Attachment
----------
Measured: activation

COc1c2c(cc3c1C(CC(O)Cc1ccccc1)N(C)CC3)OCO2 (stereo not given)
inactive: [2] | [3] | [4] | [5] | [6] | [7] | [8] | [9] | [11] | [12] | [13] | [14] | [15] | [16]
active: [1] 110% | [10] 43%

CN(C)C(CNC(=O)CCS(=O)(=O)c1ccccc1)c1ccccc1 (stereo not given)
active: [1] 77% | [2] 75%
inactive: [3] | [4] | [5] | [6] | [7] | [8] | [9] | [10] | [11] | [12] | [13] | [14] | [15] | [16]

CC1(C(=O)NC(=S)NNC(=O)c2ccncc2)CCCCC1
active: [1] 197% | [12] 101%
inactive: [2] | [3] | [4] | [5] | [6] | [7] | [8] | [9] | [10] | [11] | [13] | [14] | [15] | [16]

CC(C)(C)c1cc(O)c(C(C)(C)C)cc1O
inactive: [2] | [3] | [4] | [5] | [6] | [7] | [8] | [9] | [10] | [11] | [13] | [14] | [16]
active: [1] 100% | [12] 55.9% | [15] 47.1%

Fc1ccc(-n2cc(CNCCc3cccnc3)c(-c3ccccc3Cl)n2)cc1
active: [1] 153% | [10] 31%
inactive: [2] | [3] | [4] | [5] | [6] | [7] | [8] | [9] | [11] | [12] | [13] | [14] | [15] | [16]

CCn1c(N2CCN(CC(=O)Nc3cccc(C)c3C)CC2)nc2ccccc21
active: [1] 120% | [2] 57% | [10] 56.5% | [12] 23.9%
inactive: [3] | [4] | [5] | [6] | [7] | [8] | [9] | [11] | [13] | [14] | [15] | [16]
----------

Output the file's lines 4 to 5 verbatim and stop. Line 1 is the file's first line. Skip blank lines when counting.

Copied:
active: [1] 110% | [10] 43%

CN(C)C(CNC(=O)CCS(=O)(=O)c1ccccc1)c1ccccc1 (stereo not given)